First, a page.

With most Wii U ports as of late, there’s always something amiss in the translation. What’s missing though is not all too surprising, yet still disappointing. But is this port of Sniper Elite V2 onto the Wii U still worth the price? It is, so read on with the review.
In Sniper Elite V2 you play the role of Karl Fairburne, a sniper for the USS who was inserted through Berlin in 1945, during World War II. Both Germans and Russians will be your enemies as you go through the levels, while completing various objectives such as assassinations and infiltrations. Fairburne has the typical gruff, tough guy voice-over who narrates the events and mission details in between levels. The gameplay is set up in a way that differentiates itself from other third person shooters in that the focus is largely stealth-based. You can only take a few hits before being taken out, with the screen getting more red and grey as you approach death. You do have a regenerating health system seen in other shooters though.
The stealth gameplay is accented by the sniping segments where the game’s main feature is shown off. When you are in sniping mode you can aim at a target and zoom in with the scope. When the target is in your sights you can focus on it by controlling your breathing to make a precise shot. The game also slows down time a bit and zooms in further to help with the shot. The game also takes real-world ballistics and takes bullet drop, wind direction, and strength into account. So the cross hairs are not what you want to look at when shooting, but rather the red diamond that shows underneath during focus time. Bullets can also ricochet and pass through and hit other targets or objects. Depending on where you shoot the enemy, and whether or not it’s done in focus time, another feature shows a little cut-scene of the bullet’s travel path and an x-ray of the impact. It ends in forensically gory detail, showing the level of destruction you have just committed. Also depending on where you shot an enemy and how you dealt with them, you will be awarded points. Based upon your total score for the level, these points can unlock new weapons for other game modes or replays.
Outside of sniping, the game also has two other main weapons for mid to short range combat: Machine guns for mid-range, and handguns for short range. Hand-guns are mainly for stealth portions when you need to eliminate a target but there is no way to stealth kill them or distract them. Unfortunately you cannot stealth kill them unless they are standing, which seems like a design oversight. These two secondary weapons can be swapped out for others of the same type. Your sniper rifle gets upgraded through the course of the game. You can also use items like grenades, trip mines, land mines, and throwing rocks as a distraction, or to set as traps to prevent enemies from getting close to your position during a sniping segment. Your mission objectives are highlighted by a marker with the distance marked down, as well showing up on the gamepad’s screen. The screen also has a map and you can touch any of the items or firearms to swap out them at any time. Very handy feature. Markers for laid down mines and tagged enemies also show up. Enemies can be tagged while in binocular mode to keep track of them while traversing an area or to locate during a shootout.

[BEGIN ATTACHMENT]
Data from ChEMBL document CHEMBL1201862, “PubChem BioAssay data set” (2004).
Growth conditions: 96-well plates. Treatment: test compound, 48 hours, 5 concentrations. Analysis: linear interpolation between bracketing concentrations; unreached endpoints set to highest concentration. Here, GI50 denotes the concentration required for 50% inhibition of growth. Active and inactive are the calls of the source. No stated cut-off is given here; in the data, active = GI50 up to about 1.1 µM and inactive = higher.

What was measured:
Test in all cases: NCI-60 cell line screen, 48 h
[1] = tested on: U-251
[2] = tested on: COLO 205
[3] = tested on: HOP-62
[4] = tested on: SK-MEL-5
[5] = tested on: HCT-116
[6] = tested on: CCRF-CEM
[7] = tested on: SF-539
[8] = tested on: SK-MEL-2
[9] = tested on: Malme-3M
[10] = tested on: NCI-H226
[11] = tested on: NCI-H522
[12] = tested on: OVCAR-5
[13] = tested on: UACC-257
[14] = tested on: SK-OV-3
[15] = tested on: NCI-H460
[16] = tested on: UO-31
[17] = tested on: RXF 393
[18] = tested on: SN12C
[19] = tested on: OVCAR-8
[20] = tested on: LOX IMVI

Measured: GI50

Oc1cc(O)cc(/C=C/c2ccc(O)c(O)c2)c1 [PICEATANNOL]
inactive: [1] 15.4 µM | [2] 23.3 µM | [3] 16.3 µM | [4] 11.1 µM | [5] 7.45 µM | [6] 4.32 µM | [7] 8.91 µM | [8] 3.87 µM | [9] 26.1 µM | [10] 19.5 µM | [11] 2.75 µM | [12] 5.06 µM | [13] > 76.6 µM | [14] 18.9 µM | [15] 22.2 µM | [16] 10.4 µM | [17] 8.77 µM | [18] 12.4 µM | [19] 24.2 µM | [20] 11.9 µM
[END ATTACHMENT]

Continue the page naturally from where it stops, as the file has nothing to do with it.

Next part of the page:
There are a few issues with the game though. One would be the previously mentioned inability to do stealth kills from various positions. Another would be that the game’s auto saving system remembers every detail of the level leading up to auto-save checkpoint, including enemy positions. If you are being sought out or an enemy is on route during a patrol, you will have little time to react should you die and restart a checkpoint. This can potentially force a player to restart the entire level unless they are quick thinkers. Perhaps the largest issue with this game’s release though, is the complete lack of online content. Content that exists on the other platforms. While Kill Tally is present, they exist only as a single player challenge. The other two modes are absent. Not even is there a local multiplayer option to be found. There is a leaderboard of sorts but it’s self contained within the game. It should be noted that the online portions of the game were also not originally present in the other versions. They arrived in a DLC pack along with extra scenarios for the campaign. Only time will tell if the Wii U version will get these DLC packs in the future, but for now both Rebellion and 505 are being silent.
Aside from the lack of online, the game does look good on the Wii U, despite not being in 60 fps, and not really being a technical marvel. The touchpad features are a welcome addition as well. The story mode could have been a lot more interesting and personal, but it feels more like Karl is just an avatar for the player to take on the job of a sniper than there being any real narrative to Karl’s story. Overall, Sniper Elite V2 for the Wii U is a decent shooter at it’s core. With a runtime of about 8-12 hours it’s worth a rental at least.